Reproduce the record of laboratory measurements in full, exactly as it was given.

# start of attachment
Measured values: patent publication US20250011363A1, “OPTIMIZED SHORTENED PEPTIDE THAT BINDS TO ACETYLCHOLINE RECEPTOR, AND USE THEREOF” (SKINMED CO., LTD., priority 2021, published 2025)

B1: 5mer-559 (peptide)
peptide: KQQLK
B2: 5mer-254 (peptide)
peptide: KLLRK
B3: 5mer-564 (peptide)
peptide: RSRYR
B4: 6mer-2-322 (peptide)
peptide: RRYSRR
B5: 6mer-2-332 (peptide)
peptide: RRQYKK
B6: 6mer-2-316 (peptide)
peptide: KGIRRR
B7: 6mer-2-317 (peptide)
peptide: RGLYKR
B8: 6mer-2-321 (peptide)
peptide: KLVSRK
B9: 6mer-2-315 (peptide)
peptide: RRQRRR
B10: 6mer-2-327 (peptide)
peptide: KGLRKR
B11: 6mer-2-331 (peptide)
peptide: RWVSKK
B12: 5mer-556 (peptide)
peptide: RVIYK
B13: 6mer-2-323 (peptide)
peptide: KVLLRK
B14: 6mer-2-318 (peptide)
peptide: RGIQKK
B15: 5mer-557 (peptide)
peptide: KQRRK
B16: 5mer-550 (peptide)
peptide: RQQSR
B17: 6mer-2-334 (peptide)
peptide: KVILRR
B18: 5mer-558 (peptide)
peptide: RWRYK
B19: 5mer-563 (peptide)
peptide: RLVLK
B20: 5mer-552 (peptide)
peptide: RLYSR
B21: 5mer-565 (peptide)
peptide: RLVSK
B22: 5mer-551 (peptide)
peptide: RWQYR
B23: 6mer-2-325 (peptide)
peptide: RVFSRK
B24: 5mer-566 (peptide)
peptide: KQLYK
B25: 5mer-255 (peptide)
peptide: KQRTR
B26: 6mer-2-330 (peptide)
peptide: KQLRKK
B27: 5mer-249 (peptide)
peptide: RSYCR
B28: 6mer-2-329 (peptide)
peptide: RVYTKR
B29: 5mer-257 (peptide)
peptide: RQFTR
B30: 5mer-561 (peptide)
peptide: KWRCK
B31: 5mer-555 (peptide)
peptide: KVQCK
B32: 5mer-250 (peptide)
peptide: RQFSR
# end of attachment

Measured values: patent publication US20250011363A1, “OPTIMIZED SHORTENED PEPTIDE THAT BINDS TO ACETYLCHOLINE RECEPTOR, AND USE THEREOF” (SKINMED CO., LTD., priority 2021, published 2025)

B1: 5mer-559 (peptide)
peptide: KQQLK
B2: 5mer-254 (peptide)
peptide: KLLRK
B3: 5mer-564 (peptide)
peptide: RSRYR
B4: 6mer-2-322 (peptide)
peptide: RRYSRR
B5: 6mer-2-332 (peptide)
peptide: RRQYKK
B6: 6mer-2-316 (peptide)
peptide: KGIRRR
B7: 6mer-2-317 (peptide)
peptide: RGLYKR
B8: 6mer-2-321 (peptide)
peptide: KLVSRK
B9: 6mer-2-315 (peptide)
peptide: RRQRRR
B10: 6mer-2-327 (peptide)
peptide: KGLRKR
B11: 6mer-2-331 (peptide)
peptide: RWVSKK
B12: 5mer-556 (peptide)
peptide: RVIYK
B13: 6mer-2-323 (peptide)
peptide: KVLLRK
B14: 6mer-2-318 (peptide)
peptide: RGIQKK
B15: 5mer-557 (peptide)
peptide: KQRRK
B16: 5mer-550 (peptide)
peptide: RQQSR
B17: 6mer-2-334 (peptide)
peptide: KVILRR
B18: 5mer-558 (peptide)
peptide: RWRYK
B19: 5mer-563 (peptide)
peptide: RLVLK
B20: 5mer-552 (peptide)
peptide: RLYSR
B21: 5mer-565 (peptide)
peptide: RLVSK
B22: 5mer-551 (peptide)
peptide: RWQYR
B23: 6mer-2-325 (peptide)
peptide: RVFSRK
B24: 5mer-566 (peptide)
peptide: KQLYK
B25: 5mer-255 (peptide)
peptide: KQRTR
B26: 6mer-2-330 (peptide)
peptide: KQLRKK
B27: 5mer-249 (peptide)
peptide: RSYCR
B28: 6mer-2-329 (peptide)
peptide: RVYTKR
B29: 5mer-257 (peptide)
peptide: RQFTR
B30: 5mer-561 (peptide)
peptide: KWRCK
B31: 5mer-555 (peptide)
peptide: KVQCK
B32: 5mer-250 (peptide)
peptide: RQFSR